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dc.contributor.authorFloridi, L.
dc.identifier.citationFloridi , L 2011 , ' Children of the fourth revolution ' , Philosophy and Technology , vol. 24 , no. 3 , pp. 227-232 .
dc.identifier.otherPURE: 436418
dc.identifier.otherPURE UUID: 0670a1ca-ebe1-49c9-bf9c-96e211e9705d
dc.identifier.otherScopus: 80052637061
dc.description“The original publication is available at” Copyright Springer [Full text of this article is not available in the UHRA]
dc.description.abstractIt is a well-known fact that artificial intelligence (AI) research seeks both to reproduce the outcome of our intelligent behaviour by non-biological means, and to produce the non-biological equivalent of our intelligence. As a branch of engineering interested in intelligent behaviour reproduction, AI has been astoundingly successful. We increasingly rely on AI-related applications (smart technologies) to perform tasks that would be simply impossible by un-aided or un-augmented human intelligence. But as a branch of cognitive science interested in intelligence production, AI has been a dismal disappointment. Productive AI does not merely underperform with respect to human intelligence; it has not joined the competition yet. The fact that Watson—IBM’s system capable of answering questions asked in natural language—recently won against its human opponents when playing Jeopardy! only shows that artefacts can be smart without being intelligent.en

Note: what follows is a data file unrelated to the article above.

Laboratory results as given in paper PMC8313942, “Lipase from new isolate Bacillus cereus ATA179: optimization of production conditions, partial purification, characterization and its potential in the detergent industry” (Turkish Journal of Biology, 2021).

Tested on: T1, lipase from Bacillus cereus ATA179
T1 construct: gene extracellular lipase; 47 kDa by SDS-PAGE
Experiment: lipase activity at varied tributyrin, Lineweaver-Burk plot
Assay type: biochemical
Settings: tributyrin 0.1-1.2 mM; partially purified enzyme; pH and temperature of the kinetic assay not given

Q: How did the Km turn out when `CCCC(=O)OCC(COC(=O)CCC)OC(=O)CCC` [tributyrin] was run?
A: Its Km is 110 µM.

dc.relation.ispartofPhilosophy and Technology
dc.titleChildren of the fourth revolutionen
dc.contributor.institutionSchool of Humanities
dc.contributor.institutionSocial Sciences, Arts & Humanities Research Institute
dc.description.statusPeer reviewed
dc.relation.schoolSchool of Humanities
rioxxterms.typeJournal Article/Review

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